After taking honours in LMP2 at the Sebring 12 Hour, Scott McLaughlin credited iRacing for the class win and getting third overall.
Image credit: BMW Group press site
This weekend’s Sebring 12 Hours saw a dramatic finish in the top class with three leading cars crash out in the final minutes. But what was almost more impressive was the end of the LMP2 battle. Australian Supercars ace and recent newcomer to IndyCar racing Scott McLaughlin took part in his second ever sportscar endurance race, coming out with a class win.
Despite battles against more experienced rivals dicing through GT traffic, the New Zealander brought his team car to the chequered flag in first place in-class. Furthermore, the top-class crash dropping three GTP cars out of the race put the Tower Motorsports car on the overall podium.
After jumping on the podium with his teammates and spraying the champagne, Scott McLaughlin credited iRacing for the Sebring win.
iRacing gets credit for Sebring win
Taking to Twitter after the race, Scottie Mac praised iRacing for teaching him the ropes of multiclass racing. Differently to the single-class series like IndyCar and Supercars, IMSA features several car classes all racing on the same track. This means faster cars have to deal with slower traffic all while fighting for class position.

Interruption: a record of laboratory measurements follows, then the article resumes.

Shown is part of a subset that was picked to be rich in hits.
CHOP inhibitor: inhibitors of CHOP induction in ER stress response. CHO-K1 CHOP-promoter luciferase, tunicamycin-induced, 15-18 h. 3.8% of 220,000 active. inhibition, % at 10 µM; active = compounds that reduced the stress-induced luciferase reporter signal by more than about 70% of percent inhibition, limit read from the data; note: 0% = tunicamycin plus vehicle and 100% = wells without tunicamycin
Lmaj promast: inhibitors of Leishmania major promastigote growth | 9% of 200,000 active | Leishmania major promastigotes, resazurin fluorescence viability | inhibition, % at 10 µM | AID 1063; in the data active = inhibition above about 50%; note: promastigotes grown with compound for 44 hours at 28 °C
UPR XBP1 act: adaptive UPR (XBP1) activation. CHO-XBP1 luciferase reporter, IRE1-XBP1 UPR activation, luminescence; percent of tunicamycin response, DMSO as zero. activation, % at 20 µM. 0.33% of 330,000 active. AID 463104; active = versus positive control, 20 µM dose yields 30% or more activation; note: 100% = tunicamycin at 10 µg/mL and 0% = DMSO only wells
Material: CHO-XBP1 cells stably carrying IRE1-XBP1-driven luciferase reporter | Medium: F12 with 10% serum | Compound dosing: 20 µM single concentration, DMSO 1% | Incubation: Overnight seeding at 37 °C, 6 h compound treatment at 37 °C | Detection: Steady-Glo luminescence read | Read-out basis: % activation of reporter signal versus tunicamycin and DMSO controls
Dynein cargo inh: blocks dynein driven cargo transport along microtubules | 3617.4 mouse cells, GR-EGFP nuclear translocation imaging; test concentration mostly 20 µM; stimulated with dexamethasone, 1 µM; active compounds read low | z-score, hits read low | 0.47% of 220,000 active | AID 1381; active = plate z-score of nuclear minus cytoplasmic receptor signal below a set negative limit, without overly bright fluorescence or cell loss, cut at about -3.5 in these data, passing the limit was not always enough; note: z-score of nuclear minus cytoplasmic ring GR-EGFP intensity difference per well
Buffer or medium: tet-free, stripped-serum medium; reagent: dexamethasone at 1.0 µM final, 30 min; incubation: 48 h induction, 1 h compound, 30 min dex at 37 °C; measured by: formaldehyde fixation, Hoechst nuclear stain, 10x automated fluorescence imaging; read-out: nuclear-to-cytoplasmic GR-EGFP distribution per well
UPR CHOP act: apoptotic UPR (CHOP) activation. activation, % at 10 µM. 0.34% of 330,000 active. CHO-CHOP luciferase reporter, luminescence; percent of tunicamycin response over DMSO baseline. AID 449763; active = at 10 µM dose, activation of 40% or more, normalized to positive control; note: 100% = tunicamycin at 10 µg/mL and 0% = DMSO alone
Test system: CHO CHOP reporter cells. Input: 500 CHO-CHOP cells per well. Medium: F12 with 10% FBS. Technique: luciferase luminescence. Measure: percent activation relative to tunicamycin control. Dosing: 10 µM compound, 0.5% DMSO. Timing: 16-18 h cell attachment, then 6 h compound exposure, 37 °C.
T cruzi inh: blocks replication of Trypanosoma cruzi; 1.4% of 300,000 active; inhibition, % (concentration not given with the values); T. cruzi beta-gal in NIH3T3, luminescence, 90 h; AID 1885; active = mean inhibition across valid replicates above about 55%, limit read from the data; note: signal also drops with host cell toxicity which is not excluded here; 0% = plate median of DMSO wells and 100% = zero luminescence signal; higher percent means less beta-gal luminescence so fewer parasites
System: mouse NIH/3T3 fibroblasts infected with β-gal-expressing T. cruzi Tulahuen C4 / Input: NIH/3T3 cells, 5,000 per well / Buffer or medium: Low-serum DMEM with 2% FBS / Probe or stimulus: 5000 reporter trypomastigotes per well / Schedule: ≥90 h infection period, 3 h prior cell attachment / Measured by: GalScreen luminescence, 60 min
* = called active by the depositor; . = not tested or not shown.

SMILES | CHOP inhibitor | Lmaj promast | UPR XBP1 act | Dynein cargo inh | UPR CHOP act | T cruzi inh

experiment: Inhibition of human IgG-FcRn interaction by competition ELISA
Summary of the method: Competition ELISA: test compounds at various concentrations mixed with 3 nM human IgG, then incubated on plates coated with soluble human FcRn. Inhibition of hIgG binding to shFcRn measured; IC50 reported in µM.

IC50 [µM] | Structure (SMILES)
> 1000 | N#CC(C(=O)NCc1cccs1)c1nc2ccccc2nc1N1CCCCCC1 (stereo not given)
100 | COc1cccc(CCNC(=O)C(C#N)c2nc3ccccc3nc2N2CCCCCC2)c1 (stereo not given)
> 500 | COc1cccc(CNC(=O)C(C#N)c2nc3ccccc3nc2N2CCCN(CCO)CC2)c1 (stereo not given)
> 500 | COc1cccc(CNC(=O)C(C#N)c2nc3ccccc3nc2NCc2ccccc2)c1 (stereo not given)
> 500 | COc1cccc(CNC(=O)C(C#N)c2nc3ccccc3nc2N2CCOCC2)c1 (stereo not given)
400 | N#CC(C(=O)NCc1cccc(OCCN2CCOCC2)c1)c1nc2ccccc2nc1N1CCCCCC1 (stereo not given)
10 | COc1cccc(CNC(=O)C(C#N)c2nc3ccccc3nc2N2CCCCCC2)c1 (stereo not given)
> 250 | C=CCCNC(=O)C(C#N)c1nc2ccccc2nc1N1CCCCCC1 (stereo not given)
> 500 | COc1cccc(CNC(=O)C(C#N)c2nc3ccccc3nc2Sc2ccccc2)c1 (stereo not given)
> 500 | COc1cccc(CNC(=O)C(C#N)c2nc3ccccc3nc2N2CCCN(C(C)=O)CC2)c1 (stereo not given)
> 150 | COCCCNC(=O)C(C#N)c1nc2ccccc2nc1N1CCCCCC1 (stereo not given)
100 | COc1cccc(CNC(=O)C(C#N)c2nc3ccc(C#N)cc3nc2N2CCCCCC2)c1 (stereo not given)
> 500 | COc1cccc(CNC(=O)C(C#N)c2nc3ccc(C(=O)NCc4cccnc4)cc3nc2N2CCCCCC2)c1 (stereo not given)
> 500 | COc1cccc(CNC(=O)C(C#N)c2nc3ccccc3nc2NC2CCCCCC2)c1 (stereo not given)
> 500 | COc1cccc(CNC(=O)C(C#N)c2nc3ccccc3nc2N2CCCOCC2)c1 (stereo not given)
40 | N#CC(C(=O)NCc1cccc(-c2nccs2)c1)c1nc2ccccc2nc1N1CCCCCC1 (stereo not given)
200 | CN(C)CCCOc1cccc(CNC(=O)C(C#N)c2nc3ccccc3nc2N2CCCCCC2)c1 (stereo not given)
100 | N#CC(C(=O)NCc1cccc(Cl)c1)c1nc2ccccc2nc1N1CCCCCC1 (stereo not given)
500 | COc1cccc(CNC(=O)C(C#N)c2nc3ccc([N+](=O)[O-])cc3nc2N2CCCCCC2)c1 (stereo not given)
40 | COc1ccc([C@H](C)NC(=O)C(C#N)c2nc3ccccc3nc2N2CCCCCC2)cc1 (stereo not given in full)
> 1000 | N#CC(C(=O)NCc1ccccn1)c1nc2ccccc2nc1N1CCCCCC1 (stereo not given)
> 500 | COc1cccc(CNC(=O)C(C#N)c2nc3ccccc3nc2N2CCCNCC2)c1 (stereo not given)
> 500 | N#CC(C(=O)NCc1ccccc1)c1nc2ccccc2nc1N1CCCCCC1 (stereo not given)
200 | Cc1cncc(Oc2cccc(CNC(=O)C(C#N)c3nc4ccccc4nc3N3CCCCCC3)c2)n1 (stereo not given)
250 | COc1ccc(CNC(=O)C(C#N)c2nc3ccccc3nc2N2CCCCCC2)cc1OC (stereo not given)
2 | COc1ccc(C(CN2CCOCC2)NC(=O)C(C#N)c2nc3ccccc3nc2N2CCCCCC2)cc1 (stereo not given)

Keeping an eye on the fastest way through the pack all while racing your rivals is a difficult aspect to get used to. But thanks to numerous hours on iRacing, the New Zealander ace was able to get up to speed quickly.
In fact, it’s his experience in online multiclass races that lead the Sebring 12 Hour winner to credit iRacing for the authenticity. In the tweet, he explains how similar the traffic patterns are between races in iRacing and the real event. He goes on to recommend that younger drivers use the game as a tool to practice for this very thing.
It’s not until drivers reach the heights of Le Mans Cup or the Michelin Pilot Series that they can experience multiclass action in the metal. So practicing this unique aspect of endurance racing from an early age surely gives an excellent advantage.
In general, simracing is a great way for younger racers to practice for the real thing. Whilst the actual driving may not always fully represent getting behind the wheel of a race car, the way cars interact with one another is where the true simulation lies. Those aspiring drivers can certainly improve their race craft by jumping in an online server and dicing with fellow simracers.
What aspects of simracing do you think are most transferable to the real world? Tell us on Twitter at @OverTake_gg or in the comments down below!